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RFID Helps Turkish Gym-Goers Get Fit

Exercise enthusiasts use passive 13.56 MHz RFID-enabled cards not only to gain entrance to their health clubs, purchase food and gear, and secure their lockers, but also to track workouts.
By Mary Catherine O'Connor
In addition, RFlogy installed small RFID reader modules in each of Thalen & Thales' 100 lockers. To use one, a member approaches a locker with an ajar door, fills it with belongings, then closes the door and presents the card to the locker's interrogator. The reader stores the inlay's ID number in its memory and triggers the door's mechanical lock to engage.

Upon later returning to the locker, the member once more presents the card to the reader, which compares the ID to that stored in its memory. If there is a match, the door unlocks. The next time the locker is closed and locked, the reader overwrites the ID stored in its memory with that of the newly presented card, thereby ensuring it will only open for the member using the locker at that particular time.

Moreover, the club also offers its members the ability to utilize the RFID cards to manage workouts. A member first sets up an online account, including a login and password, on the club's Web site. The RFlogy software links that person's online account to the card's ID. Once the online profile is established, that member can select or set up a workout regime on the Web site. Later, at the club, he or she can present the card to a reader, attached to a computer monitor and installed near workout machinery, to call up that day's predetermined workout routine. Thus, the member need not print out and carry around a hard copy of the schedule.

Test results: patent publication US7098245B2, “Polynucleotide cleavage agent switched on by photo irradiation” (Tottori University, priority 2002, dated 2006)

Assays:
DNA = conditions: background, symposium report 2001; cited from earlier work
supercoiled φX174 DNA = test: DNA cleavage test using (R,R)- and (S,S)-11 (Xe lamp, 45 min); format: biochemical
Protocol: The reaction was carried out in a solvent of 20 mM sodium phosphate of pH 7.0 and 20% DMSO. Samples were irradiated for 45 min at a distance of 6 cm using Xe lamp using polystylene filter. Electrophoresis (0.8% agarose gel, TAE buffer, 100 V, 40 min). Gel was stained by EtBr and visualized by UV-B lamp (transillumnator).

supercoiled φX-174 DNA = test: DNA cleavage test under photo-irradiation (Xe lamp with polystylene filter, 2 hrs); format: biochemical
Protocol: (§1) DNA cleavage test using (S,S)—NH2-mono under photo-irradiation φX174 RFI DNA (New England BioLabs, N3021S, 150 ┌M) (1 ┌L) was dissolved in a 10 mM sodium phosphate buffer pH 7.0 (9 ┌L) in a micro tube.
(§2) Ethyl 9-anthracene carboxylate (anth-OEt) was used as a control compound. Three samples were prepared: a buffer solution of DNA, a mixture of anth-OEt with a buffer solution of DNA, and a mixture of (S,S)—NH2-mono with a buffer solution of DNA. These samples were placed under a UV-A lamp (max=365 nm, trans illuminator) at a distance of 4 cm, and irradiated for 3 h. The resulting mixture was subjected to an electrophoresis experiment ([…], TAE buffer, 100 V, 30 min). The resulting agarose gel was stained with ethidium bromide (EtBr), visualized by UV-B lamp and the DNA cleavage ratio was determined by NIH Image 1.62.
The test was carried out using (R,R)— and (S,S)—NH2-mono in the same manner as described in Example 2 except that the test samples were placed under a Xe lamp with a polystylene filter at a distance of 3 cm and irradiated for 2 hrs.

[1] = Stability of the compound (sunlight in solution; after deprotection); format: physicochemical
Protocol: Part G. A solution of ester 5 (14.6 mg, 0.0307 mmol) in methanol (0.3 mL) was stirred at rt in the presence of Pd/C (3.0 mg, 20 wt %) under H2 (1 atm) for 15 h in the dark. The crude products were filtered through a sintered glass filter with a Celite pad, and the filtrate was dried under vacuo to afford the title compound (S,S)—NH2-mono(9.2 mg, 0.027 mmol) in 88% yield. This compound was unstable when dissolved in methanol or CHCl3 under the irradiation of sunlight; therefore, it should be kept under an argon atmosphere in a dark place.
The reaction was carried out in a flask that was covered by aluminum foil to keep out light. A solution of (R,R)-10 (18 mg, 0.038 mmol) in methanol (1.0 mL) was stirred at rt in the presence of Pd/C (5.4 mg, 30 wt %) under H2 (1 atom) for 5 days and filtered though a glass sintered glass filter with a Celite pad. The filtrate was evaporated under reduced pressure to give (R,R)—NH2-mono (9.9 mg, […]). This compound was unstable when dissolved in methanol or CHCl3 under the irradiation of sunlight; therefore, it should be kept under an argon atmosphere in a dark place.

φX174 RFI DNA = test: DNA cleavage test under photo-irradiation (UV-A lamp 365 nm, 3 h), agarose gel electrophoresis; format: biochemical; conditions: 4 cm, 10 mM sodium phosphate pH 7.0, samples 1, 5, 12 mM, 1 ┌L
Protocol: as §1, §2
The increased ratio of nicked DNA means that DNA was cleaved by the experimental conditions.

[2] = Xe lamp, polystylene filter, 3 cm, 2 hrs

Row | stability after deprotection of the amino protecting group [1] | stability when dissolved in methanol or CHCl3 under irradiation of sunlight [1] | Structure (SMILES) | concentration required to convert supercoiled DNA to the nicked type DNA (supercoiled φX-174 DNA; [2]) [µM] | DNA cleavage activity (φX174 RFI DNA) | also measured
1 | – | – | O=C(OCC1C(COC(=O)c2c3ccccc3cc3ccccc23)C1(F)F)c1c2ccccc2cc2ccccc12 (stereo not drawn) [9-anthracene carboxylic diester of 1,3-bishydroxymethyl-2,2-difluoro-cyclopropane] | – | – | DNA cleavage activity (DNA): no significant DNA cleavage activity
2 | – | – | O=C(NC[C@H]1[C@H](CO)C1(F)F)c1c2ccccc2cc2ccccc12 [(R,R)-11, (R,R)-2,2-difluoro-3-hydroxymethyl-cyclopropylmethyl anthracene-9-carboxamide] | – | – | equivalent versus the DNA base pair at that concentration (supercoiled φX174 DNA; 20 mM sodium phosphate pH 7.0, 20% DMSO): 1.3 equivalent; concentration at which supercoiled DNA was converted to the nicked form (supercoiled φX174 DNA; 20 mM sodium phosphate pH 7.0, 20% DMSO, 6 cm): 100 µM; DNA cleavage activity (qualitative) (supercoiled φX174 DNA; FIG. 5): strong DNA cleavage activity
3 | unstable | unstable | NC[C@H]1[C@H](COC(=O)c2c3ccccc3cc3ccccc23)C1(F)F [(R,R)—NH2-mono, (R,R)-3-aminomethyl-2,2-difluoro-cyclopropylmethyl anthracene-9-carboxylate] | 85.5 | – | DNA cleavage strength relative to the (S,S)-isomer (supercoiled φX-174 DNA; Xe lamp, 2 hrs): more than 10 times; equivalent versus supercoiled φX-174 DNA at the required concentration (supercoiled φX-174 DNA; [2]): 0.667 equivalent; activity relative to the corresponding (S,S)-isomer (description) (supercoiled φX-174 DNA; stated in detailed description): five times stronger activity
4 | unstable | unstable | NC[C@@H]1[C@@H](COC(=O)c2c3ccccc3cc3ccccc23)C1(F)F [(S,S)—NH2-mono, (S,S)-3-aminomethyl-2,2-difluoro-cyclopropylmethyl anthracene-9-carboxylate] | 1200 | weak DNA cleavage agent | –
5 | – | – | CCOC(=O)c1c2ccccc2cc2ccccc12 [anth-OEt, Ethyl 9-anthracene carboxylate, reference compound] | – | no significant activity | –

According to Yanas, the readers in the turnstiles, sales terminals and workout areas are networked together using the RFlogy software, which the vendor wrote utilizing the C Sharp programming language and SQL databases. This enables club managers to track the number of members entering the club at any particular time, and also to gain a sense for how often the cards are employed for purchases and for tracking workouts. The readers in the lockers, however, are offline.

A second health club, GalaSpor, is currently in the process of deploying the GymLogy system as well, Yanas says. The club plans to deploy all elements of the system except for the RFID-enabled locker.

RFlogy is also working on a number of other projects that Yanas says he hopes to announce soon. These are outside of the health-club sector, however, and involve not just passive but also active RFID tags.

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